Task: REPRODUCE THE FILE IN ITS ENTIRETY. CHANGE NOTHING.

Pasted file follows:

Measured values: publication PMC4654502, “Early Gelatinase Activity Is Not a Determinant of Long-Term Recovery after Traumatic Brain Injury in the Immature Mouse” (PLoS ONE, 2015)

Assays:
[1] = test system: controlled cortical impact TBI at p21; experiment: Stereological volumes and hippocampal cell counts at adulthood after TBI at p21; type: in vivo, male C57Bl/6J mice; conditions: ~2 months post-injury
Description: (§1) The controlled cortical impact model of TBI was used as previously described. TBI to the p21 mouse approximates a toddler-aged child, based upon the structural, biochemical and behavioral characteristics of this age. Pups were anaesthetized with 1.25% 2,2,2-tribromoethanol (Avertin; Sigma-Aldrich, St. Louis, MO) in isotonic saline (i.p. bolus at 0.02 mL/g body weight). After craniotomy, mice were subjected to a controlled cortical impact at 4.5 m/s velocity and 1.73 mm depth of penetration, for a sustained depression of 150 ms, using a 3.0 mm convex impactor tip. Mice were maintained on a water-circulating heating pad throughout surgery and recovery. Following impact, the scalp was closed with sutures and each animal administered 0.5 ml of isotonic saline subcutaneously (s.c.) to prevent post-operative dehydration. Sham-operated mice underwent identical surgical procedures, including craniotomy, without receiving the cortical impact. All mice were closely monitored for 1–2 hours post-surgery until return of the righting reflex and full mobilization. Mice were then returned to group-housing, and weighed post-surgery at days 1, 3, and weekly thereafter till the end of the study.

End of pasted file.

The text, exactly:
Measured values: publication PMC4654502, “Early Gelatinase Activity Is Not a Determinant of Long-Term Recovery after Traumatic Brain Injury in the Immature Mouse” (PLoS ONE, 2015)

Assays:
[1] = test system: controlled cortical impact TBI at p21; experiment: Stereological volumes and hippocampal cell counts at adulthood after TBI at p21; type: in vivo, male C57Bl/6J mice; conditions: ~2 months post-injury
Description: (§1) The controlled cortical impact model of TBI was used as previously described. TBI to the p21 mouse approximates a toddler-aged child, based upon the structural, biochemical and behavioral characteristics of this age. Pups were anaesthetized with 1.25% 2,2,2-tribromoethanol (Avertin; Sigma-Aldrich, St. Louis, MO) in isotonic saline (i.p. bolus at 0.02 mL/g body weight). After craniotomy, mice were subjected to a controlled cortical impact at 4.5 m/s velocity and 1.73 mm depth of penetration, for a sustained depression of 150 ms, using a 3.0 mm convex impactor tip. Mice were maintained on a water-circulating heating pad throughout surgery and recovery. Following impact, the scalp was closed with sutures and each animal administered 0.5 ml of isotonic saline subcutaneously (s.c.) to prevent post-operative dehydration. Sham-operated mice underwent identical surgical procedures, including craniotomy, without receiving the cortical impact. All mice were closely monitored for 1–2 hours post-surgery until return of the righting reflex and full mobilization. Mice were then returned to group-housing, and weighed post-surgery at days 1, 3, and weekly thereafter till the end of the study.